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If you’ve ever been on antibiotics, you’ve probably been recommended probiotics by your doctor. Probiotics, as the name suggests, are live, bacteria that colonize your gut and improve your intestinal health. They are found in certain foods, such as yogurt, some cheeses, and other dairy products. Other fermented foods, such as sauerkraut, miso soup, and sourdough bread, also contain a good source of probiotics. Labels advertising “live active cultures” on these foods are a good indicator that they contain these bacteria. Probiotics can also be taken in pill form.

Prebiotics, on the other hand, are carbohydrates that cannot be digested by humans, but can nourish bacteria that are already in the gut. Prebiotics might not be so helpful if you need to quickly restore your gut bacteria. They can help your gut bacteria replace itself, but they can’t simply replace it. However, they can be really effective at encouraging the growth of pre-established good bacteria, encouraging their growth. Prebiotics include asparagus, bananas, onions, oatmeal, legumes, and other fiber-rich plant foods.

 

In situations where prebiotics are useful, they have certain advantages over probiotics. For one, probiotics can be killed by heat, time, or stomach acid, whereas prebiotics, which are not alive, work fine under these conditions. For another, while probiotics might not work the same for everyone, as everyone has different make-ups of gut bacteria, prebiotics are more or less universally helpful.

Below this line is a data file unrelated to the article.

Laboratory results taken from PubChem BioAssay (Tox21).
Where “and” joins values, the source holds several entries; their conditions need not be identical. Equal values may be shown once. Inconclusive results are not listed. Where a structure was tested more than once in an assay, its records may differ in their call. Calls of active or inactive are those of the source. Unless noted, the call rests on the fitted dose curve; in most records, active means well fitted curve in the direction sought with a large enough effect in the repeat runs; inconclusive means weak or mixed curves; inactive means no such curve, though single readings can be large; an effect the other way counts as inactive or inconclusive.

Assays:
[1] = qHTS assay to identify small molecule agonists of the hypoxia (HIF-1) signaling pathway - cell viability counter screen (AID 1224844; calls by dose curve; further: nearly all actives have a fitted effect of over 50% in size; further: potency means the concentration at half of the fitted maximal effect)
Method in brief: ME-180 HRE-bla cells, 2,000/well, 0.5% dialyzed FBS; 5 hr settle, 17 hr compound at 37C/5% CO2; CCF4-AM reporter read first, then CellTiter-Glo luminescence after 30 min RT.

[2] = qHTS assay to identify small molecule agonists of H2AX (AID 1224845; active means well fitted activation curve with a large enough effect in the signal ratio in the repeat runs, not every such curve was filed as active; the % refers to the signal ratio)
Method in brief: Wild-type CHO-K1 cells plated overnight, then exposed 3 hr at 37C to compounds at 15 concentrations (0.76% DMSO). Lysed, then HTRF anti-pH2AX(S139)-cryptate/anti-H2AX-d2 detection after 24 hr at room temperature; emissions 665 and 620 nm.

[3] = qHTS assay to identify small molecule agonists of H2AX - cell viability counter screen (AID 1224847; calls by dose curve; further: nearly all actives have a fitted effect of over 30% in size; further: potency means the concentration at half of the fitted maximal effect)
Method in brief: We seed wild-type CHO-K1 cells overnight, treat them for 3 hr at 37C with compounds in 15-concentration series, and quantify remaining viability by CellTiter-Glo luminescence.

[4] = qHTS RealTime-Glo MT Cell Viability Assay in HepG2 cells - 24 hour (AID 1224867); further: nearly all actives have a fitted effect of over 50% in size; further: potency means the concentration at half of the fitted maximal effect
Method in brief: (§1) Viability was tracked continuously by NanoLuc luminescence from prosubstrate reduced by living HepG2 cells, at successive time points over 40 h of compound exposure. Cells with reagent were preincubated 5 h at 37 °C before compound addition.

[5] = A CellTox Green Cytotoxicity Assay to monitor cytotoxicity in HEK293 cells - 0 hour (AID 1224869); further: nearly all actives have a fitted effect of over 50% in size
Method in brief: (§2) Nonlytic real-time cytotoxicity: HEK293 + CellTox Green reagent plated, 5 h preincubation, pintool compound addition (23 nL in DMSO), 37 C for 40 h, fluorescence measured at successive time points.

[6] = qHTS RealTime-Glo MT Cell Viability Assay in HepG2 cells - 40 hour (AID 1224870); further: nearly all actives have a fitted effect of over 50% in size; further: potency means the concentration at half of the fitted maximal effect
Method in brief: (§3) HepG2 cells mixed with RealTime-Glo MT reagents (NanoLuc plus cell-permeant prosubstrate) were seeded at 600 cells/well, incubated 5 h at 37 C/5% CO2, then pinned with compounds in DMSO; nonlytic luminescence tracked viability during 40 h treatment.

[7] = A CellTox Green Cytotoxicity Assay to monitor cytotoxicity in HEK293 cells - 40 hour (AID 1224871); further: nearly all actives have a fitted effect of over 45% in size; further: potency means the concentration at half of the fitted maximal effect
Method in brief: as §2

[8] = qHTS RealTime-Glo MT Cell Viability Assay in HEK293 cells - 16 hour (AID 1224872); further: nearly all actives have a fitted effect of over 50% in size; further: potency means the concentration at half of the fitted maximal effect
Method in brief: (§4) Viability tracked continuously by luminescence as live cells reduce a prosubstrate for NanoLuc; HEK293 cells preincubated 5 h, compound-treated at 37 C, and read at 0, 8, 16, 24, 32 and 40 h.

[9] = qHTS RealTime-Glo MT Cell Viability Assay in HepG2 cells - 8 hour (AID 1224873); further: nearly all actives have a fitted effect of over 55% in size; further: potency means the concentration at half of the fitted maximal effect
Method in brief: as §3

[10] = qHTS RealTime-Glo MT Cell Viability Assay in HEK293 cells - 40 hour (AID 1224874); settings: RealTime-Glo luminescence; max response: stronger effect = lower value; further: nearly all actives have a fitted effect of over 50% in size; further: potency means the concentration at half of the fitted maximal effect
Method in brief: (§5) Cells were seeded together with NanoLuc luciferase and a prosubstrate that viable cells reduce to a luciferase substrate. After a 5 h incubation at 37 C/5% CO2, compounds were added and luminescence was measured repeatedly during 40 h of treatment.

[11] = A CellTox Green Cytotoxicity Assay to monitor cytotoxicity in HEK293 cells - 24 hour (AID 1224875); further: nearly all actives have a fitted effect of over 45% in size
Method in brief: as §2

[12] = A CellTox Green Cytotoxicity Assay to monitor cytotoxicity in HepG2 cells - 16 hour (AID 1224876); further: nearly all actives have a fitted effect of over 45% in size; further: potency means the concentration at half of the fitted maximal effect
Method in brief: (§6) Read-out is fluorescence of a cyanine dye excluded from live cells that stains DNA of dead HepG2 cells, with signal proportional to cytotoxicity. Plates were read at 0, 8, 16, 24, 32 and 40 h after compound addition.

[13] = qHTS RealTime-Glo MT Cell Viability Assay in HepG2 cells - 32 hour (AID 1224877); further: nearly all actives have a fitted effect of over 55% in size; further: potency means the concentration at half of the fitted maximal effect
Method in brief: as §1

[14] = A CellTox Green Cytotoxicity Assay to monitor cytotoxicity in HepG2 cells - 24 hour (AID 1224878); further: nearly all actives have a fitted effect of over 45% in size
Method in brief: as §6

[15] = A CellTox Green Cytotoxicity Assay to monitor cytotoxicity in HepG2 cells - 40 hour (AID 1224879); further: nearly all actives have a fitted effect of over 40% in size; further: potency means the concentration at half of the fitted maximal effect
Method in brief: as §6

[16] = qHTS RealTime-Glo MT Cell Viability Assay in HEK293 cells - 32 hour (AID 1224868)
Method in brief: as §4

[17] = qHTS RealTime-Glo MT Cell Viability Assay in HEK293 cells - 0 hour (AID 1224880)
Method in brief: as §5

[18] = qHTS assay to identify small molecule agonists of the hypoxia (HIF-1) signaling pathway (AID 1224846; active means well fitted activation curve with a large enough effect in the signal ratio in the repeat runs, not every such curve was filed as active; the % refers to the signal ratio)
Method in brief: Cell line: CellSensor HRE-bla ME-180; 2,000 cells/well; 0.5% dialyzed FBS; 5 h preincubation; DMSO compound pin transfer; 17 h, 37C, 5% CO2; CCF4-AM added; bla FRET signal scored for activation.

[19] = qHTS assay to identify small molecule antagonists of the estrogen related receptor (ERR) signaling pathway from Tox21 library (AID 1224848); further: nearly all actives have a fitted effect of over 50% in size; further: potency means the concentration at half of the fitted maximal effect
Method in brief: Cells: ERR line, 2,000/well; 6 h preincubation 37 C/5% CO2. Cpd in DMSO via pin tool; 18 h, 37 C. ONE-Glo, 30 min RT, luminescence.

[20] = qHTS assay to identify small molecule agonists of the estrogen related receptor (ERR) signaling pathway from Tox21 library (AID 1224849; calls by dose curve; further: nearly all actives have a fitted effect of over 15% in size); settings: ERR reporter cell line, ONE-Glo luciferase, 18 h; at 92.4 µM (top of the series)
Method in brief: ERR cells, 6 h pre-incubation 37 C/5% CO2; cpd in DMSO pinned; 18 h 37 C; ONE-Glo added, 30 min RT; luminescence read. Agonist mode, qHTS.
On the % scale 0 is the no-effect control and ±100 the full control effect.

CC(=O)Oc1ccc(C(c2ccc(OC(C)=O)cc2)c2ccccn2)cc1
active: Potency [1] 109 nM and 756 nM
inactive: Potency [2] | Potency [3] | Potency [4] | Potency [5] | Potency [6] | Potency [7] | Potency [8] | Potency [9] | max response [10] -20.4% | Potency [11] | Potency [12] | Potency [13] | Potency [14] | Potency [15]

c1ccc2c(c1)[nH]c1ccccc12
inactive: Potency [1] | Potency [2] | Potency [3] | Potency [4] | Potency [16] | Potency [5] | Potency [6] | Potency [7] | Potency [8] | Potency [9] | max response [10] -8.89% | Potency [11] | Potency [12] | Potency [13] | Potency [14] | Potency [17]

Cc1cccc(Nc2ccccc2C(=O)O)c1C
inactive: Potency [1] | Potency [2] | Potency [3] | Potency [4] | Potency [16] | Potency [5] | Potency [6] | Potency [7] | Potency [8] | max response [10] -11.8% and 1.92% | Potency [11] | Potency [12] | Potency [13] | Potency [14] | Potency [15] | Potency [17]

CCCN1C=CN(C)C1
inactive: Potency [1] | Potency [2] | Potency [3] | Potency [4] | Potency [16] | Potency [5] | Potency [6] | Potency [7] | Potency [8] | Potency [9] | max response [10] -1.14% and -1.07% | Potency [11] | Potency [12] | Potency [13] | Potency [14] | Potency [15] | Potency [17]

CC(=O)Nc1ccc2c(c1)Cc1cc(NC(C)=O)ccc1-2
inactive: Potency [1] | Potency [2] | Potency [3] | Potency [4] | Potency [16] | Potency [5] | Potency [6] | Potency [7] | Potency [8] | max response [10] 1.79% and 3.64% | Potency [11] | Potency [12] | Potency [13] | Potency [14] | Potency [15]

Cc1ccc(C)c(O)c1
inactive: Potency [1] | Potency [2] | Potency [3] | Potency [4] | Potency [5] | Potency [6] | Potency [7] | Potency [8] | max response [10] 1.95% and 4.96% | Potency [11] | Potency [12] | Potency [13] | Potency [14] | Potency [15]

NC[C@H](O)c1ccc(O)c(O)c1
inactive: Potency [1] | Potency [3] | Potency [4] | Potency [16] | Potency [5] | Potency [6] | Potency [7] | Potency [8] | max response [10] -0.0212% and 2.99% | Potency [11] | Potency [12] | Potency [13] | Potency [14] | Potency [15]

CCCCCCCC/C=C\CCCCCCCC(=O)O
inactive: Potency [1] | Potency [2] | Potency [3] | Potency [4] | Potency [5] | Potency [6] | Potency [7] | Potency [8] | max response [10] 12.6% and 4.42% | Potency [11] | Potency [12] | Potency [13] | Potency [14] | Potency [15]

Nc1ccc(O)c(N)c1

Both probiotics and prebiotics are likely beneficial even if you aren’t concerned about losing gut bacteria to antibiotics. Prebiotics are quite beneficial outside of feeding gut bacteria. Studies have suggested that they could improve your metabolism and immune system, and help your body absorb and utilize vitamins and minerals more effectively.  Probiotics may help prevent vaginal yeast infections, relieve inflammatory bowel diseases, and potentially even improve allergies and autoimmune diseases. Probiotics have also increased serotonin levels in animals, meaning that they may even be beneficial for mental health.

 

Should you take prebiotic or probiotic supplements? Prebiotics have been becoming more of a buzzword in recent years, and now there are some supplements that contain both. However, as long as you are eating enough prebiotic-rich foods, there’s probably no need to take prebiotics as well.

 

You can usually get enough probiotics from your diet as well. However, if you are on antibiotics, taking a probiotic supplement is probably a good idea. Additionally, if you don’t eat many probiotic-rich foods –which is especially common in people that don’t consume dairy– a supplement can keep your gut bacteria levels healthy.